The technical background is the subject of a number of short "info-dumps" addressed to the reader, but they're short enough and clear enough that this isn't a problem.

There's effectively two parts to the book - the initial disaster and the journey home, and then the next mission, under new command. The second part introduces new characters, a look at the enemy psychology, and an interesting multi-layered puzzle of bluff, double-bluff, triple bluff, and possibly up to duodecuple bluff or more - I lost track, and so did most of the characters.

Some of the characters have depth, others are only there for others to react to, and one pairing is clearly only there as light-weight filler and relief from the heavier issues elsewhere. But in a short book, there's a limit to how many characters you want in centre stage, and I'd say this was about right.
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3.0 out of 5 stars Passable Space Opera, Cardboard Crew, 3 Jun 2011
By 
John M. Ford "johnDC" (near DC, MD USA) - See all my reviews
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This is the story of the disastrous first mission of the star ship LS-1187 and its long limp home to an ungrateful reception and refit. The second mission is equally fraught with disaster.

The book is of historical interest to Star Trek fans because of its author's major influence on the Star Trek: The Next Generation television series. Its cleverly named "Morethan" bad guys closely resemble Star Trek Klingons. There is even an offsides Morethan security officer serving aboard the LS-1187, stoically enduring the prejudices of his crewmates. He comes off a little tougher than TNG's Lieutenant Whorf, although the overall resemblance is very close.

The characters were disappointingly shallow, especially for a book praised for its psychological complexity. The most painful example came when one character flew into a multi-chapter rage and depression over the deaths of his family. The readers had been through half the book with him by this point and this was the first indication he even had a family. One officer recommends that he handle his personal issues in the privacy of his cabin. We might have greater empathy for this character if we had occasionally seen him in his cabin, writing to his family or looking at their pictures. Or doing anything.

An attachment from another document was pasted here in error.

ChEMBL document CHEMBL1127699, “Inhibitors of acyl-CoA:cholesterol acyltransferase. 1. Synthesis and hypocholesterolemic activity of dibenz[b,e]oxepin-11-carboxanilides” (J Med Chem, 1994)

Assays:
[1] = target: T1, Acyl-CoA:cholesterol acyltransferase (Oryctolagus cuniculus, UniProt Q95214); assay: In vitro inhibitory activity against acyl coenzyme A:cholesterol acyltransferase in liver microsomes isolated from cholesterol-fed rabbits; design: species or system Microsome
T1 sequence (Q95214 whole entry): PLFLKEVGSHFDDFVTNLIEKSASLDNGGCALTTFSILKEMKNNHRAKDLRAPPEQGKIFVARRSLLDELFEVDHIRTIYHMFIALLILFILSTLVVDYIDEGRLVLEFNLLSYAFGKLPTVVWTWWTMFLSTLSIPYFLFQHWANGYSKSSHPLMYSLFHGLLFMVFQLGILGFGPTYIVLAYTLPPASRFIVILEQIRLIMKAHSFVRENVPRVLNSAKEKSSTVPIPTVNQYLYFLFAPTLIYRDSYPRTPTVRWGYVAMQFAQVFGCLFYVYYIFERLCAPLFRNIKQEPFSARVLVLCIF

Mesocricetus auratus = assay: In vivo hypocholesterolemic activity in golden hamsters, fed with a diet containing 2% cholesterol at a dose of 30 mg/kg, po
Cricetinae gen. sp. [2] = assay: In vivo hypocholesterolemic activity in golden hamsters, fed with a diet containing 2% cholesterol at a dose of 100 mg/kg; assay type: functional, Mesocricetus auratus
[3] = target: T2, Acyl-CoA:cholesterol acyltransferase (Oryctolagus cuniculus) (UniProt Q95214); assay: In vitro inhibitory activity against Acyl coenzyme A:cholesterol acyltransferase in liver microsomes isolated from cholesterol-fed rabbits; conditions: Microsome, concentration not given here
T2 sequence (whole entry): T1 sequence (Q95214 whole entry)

I wanted to like this book more than I did, especially after reading The Man Who Folded Himself. It was enjoyable, but mostly for the historical connection to Star Trek. I do plan to read the sequels, The Middle of Nowhere and Blood and Fire, for similar reasons. But they aren't as high on my list as they were, sad to say.
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1 of 2 people found the following review helpful
3.0 out of 5 stars Bland., 12 Dec 2005
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Raul Leite (Lisbon, Portugal) - See all my reviews
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This book reads quite fast, managed to finish it in two days (about five hours total), and despite the interesting setting Mr. Gerrold plants us, the story focuses on a single space ship (the Star Wolf, duh!), in a single area of the Galaxy... Naturaly, it would need more pages to develop and expound on the whole setting, but in the end, it is lacking, with cliché'd characters, sequences, and technology (the only imaginative part is the outcome of a missile attack in the first dozen pages, where the ship looses all power). I didn't cared for any of the characters, or what would become of them, and despite a few singular occasions (the previously stated missile attack, or having telepaths aboard a ship when one of them has intercorse (which is totally unnecessary for the story, I might add))), there was nothing that we haven't seen in a million other stories, some of them much better written... This was to be made into a sci-fi show (got axed in the meantime), and I would surely appreciate it, but as it stands in book form, it's short, uncaring, and bland. It manages to stay above 2 stars by a few sequences and the easy read.
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1 of 2 people found the following review helpful
5.0 out of 5 stars Military SF with intelligence and humanity, 20 May 2003
By A Customer
David Gerrold is one of the greats. This space adventure combines brilliant action with thoughtful characterization. Wonderful!
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VOYAGE OF THE STAR WOLF
VOYAGE OF THE STAR WOLF by David Gerrold (Hardcover - 1990)